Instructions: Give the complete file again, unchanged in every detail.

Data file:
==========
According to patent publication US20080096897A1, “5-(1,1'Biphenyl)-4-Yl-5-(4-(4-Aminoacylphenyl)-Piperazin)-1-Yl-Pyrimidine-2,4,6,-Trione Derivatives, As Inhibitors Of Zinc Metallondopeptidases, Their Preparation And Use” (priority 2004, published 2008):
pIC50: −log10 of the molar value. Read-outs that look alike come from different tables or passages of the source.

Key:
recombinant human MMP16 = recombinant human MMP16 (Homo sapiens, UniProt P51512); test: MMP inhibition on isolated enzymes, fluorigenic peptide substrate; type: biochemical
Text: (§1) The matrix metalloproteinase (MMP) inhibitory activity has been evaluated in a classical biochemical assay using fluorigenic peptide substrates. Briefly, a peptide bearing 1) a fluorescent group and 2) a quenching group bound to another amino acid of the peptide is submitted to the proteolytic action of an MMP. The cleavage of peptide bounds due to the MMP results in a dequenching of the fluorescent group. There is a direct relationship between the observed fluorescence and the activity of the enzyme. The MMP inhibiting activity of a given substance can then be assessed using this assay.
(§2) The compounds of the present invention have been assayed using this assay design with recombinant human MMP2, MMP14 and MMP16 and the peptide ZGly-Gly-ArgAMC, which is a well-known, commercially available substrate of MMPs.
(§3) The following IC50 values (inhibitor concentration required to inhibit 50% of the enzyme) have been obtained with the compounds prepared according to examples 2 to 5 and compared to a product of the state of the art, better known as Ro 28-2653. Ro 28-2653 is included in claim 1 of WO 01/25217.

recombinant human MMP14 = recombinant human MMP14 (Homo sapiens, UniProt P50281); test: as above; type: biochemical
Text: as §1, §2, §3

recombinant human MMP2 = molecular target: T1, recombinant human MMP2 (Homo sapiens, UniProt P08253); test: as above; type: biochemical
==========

According to patent publication US20080096897A1, “5-(1,1'Biphenyl)-4-Yl-5-(4-(4-Aminoacylphenyl)-Piperazin)-1-Yl-Pyrimidine-2,4,6,-Trione Derivatives, As Inhibitors Of Zinc Metallondopeptidases, Their Preparation And Use” (priority 2004, published 2008):
pIC50: −log10 of the molar value. Read-outs that look alike come from different tables or passages of the source.

Key:
recombinant human MMP16 = recombinant human MMP16 (Homo sapiens, UniProt P51512); test: MMP inhibition on isolated enzymes, fluorigenic peptide substrate; type: biochemical
Text: (§1) The matrix metalloproteinase (MMP) inhibitory activity has been evaluated in a classical biochemical assay using fluorigenic peptide substrates. Briefly, a peptide bearing 1) a fluorescent group and 2) a quenching group bound to another amino acid of the peptide is submitted to the proteolytic action of an MMP. The cleavage of peptide bounds due to the MMP results in a dequenching of the fluorescent group. There is a direct relationship between the observed fluorescence and the activity of the enzyme. The MMP inhibiting activity of a given substance can then be assessed using this assay.
(§2) The compounds of the present invention have been assayed using this assay design with recombinant human MMP2, MMP14 and MMP16 and the peptide ZGly-Gly-ArgAMC, which is a well-known, commercially available substrate of MMPs.
(§3) The following IC50 values (inhibitor concentration required to inhibit 50% of the enzyme) have been obtained with the compounds prepared according to examples 2 to 5 and compared to a product of the state of the art, better known as Ro 28-2653. Ro 28-2653 is included in claim 1 of WO 01/25217.

recombinant human MMP14 = recombinant human MMP14 (Homo sapiens, UniProt P50281); test: as above; type: biochemical
Text: as §1, §2, §3

recombinant human MMP2 = molecular target: T1, recombinant human MMP2 (Homo sapiens, UniProt P08253); test: as above; type: biochemical